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Re: Subgroup to handle semantics of HTTP etc?

From: Xiaoshu Wang <wangxiao@musc.edu>
Date: Mon, 22 Oct 2007 23:37:49 +0100
Message-ID: <471D263D.2000907@musc.edu>
To: noah_mendelsohn@us.ibm.com, "'www-tag'" <www-tag@w3.org>

noah_mendelsohn@us.ibm.com wrote:
> That's an interesting question.  How about if, instead of a clock, I said 
> the resource was "the current time in Boston"?  The current time in Boston 
> can be quite well conveyed in a message, I'd think, yet clearly there will 
> be different representations at different times.
I actually supports 200 about that.  After httpRange-14, people think it 
is not O.K.  Because if they want to describe the representation of the 
time, such as the string or image, they need a different URI.  So, they 
think the clock must be implemented as a non-information resource. And 
303 redirect the clock to the text or image.  This is where i start 
having problem.

> No.  It says that if you wanted to, you could come up with a message that 
> would convey the essential characteristics.  It doesn't, at least in the 
> statement you quote, say the every representation must do that.  I think 
> we agree that negotiation is allowed based on language, say French and 
> English.  Let's assume that there is a press release written originally in 
> French, and translated into English to support access by both French and 
> English speaking readers.  Surely we don't think that the back translation 
> from English to French is unambiguous.  So, I've shown by at least that 
> counter example that, although the press release is well representable in 
> a message, not every good representation must suffice for fully 
> reconstructing the resource.  Now, you used the words *fully understand*,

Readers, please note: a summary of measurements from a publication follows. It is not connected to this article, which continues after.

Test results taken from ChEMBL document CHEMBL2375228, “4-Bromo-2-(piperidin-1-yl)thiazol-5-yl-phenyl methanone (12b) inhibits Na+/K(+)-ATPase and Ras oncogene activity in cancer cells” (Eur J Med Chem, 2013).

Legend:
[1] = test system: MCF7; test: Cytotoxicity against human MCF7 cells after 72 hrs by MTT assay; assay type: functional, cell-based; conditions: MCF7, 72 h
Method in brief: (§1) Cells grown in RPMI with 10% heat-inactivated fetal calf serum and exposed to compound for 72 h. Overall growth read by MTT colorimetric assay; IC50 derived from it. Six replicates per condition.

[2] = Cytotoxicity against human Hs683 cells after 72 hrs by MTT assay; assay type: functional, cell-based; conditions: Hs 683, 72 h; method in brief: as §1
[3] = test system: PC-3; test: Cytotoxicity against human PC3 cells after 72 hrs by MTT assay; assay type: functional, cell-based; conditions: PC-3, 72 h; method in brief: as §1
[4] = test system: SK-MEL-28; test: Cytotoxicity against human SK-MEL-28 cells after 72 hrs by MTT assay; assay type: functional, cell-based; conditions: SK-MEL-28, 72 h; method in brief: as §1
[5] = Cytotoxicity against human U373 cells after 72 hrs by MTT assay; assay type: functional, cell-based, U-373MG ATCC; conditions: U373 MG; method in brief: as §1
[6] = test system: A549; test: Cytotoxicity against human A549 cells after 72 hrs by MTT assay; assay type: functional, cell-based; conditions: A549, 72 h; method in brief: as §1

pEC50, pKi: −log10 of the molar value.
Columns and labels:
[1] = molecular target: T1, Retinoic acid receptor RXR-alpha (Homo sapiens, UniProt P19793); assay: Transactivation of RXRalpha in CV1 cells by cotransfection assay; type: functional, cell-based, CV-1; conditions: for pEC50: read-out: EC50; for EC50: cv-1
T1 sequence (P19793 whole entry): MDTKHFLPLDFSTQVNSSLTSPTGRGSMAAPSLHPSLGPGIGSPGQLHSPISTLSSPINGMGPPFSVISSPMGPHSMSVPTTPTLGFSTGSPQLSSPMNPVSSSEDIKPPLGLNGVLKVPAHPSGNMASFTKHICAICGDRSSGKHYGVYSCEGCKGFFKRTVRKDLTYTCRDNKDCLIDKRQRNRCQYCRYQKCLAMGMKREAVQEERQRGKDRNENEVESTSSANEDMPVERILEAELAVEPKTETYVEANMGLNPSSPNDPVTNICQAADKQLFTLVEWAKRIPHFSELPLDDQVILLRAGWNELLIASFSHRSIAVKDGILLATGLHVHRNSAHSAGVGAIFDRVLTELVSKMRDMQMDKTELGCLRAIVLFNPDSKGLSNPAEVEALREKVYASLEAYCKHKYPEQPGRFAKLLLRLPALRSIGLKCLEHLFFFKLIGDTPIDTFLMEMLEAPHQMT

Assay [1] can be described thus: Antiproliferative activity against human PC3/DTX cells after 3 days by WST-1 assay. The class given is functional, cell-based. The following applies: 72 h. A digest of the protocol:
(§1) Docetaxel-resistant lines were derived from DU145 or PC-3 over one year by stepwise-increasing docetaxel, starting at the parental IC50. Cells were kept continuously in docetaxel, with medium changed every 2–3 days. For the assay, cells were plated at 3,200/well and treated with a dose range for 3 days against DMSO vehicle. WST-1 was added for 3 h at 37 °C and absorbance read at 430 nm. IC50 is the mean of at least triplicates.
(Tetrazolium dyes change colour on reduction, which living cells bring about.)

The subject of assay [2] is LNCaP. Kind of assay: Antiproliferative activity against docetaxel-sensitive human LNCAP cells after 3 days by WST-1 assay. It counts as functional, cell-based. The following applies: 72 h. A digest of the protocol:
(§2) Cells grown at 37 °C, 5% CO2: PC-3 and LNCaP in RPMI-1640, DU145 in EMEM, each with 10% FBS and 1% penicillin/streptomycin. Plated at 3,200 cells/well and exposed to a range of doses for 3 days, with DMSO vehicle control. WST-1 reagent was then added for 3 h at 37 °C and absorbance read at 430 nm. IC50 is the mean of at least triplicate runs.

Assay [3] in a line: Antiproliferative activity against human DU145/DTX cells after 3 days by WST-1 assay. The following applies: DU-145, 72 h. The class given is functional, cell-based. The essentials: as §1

> and I confess I find them a bit ambiguous, but if you meant fully 
> reconstruct, I don't think the quote from WebArch requires that.
This is exactly my point.  People think non-IR cannot 200 because the 
returned message can NOT *represent* what the URI identifies.  What I 
want to say is that the same goes to an information resource.  Then a IR 
or non-IR, whichever definition you want, should not behave differently.
> Now, I've never believed in the superiority of the current 200 semantics 
> to the degree that, say, Tim appears to.  I don't see why the Web would 
> have crumbled if 200 had instead been defined as:  I'm giving you some 
> 'representation' that will at least vaguely remind you of the resource, so 
> by all means return a 200 for a human being and when you send along her 
> picture!'  Still, we're down the road with a different definition for 200, 
> and I don't propose to change it.  I admit that it's a little incongruous 
> to say '200 is only acceptable if you could have given a full fidelity 
> representation of an object, but it doesn't mean that in this particular 
> case you have done so!'  Nonetheless, that's my understanding of the 
> current design.  For better or worse, it allows you to infer from the 
> status code something about the nature of the underlying resource.
I think we, in fact, agree with each other.  I do not have problem with 
200.  I do have problem with httpRange-14 and 303.  I consider which 
respond code to use is an engineer issue but not ontological issue. 

But httpRange-14 mixes two different issues.  Hence, people start to 
wondering which kind of things are IR and which are not so they can 
implement it correctly.  For instance, your clock? Time? A Name? A 
Namespace? Ontology? 

What I hope AWWW to do is to scratch off the definition of IR.  Instead, 
to suggest a consistent view on the resource, i.e., URI denotes 
resource/things and there is no such thing as information resource.  
Also, AWWW also needs to emphasize that http-URI has no inherent 
relationship to the HTTP protocol. The latter is just one out of many 
possible *protocols* that you can ask for the information of a URI.  
What a user gets back from using HTTP to dereference an HTTP-URI is just 
*a* message, which content may help the client to understand more about 
the resource identified by the URI .  But to what degree it helps, a 
client has to open the message and check it for himself.


Received on Monday, 22 October 2007 22:44:29 UTC

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